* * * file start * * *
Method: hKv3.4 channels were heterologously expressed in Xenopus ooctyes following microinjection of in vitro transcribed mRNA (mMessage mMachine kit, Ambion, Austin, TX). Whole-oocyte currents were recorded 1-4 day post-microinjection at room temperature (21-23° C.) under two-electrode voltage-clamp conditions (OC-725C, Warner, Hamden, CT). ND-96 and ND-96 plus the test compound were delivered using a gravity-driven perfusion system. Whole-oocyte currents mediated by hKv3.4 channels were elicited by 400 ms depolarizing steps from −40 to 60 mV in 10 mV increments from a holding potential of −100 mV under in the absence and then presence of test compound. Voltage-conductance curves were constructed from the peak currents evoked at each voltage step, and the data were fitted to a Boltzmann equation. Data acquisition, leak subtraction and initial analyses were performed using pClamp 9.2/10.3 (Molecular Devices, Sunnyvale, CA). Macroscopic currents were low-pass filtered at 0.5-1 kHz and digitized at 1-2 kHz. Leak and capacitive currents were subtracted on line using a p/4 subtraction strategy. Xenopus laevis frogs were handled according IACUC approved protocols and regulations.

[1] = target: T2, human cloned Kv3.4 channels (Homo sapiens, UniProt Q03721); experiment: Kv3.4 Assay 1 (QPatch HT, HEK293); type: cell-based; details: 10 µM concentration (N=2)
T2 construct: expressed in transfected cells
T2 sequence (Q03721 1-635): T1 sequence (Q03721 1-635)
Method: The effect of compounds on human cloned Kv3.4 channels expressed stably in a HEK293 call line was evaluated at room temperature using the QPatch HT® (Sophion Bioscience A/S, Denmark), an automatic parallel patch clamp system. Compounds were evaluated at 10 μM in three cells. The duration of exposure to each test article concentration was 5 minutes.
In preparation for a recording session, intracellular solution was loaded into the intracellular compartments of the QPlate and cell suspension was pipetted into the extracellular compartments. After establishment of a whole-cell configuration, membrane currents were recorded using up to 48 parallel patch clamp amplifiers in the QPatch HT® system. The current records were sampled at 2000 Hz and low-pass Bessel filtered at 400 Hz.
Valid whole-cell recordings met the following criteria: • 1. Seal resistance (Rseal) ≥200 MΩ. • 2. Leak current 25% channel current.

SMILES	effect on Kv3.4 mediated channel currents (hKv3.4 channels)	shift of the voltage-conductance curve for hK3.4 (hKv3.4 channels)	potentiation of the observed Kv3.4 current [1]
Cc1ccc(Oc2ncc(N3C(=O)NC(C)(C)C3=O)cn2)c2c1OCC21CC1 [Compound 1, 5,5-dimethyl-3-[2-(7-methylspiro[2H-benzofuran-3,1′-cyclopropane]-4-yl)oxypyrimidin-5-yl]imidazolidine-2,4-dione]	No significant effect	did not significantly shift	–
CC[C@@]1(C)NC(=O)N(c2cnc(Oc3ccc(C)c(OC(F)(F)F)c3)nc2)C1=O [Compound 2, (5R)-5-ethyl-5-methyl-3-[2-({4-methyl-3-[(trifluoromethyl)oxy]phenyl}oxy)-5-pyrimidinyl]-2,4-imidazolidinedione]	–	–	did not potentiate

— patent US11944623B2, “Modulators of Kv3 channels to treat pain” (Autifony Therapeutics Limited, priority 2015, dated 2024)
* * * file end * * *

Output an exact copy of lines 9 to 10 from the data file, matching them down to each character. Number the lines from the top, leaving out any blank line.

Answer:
Cc1ccc(Oc2ncc(N3C(=O)NC(C)(C)C3=O)cn2)c2c1OCC21CC1 [Compound 1, 5,5-dimethyl-3-[2-(7-methylspiro[2H-benzofuran-3,1′-cyclopropane]-4-yl)oxypyrimidin-5-yl]imidazolidine-2,4-dione]	No significant effect	did not significantly shift	–
CC[C@@]1(C)NC(=O)N(c2cnc(Oc3ccc(C)c(OC(F)(F)F)c3)nc2)C1=O [Compound 2, (5R)-5-ethyl-5-methyl-3-[2-({4-methyl-3-[(trifluoromethyl)oxy]phenyl}oxy)-5-pyrimidinyl]-2,4-imidazolidinedione]	–	–	did not potentiate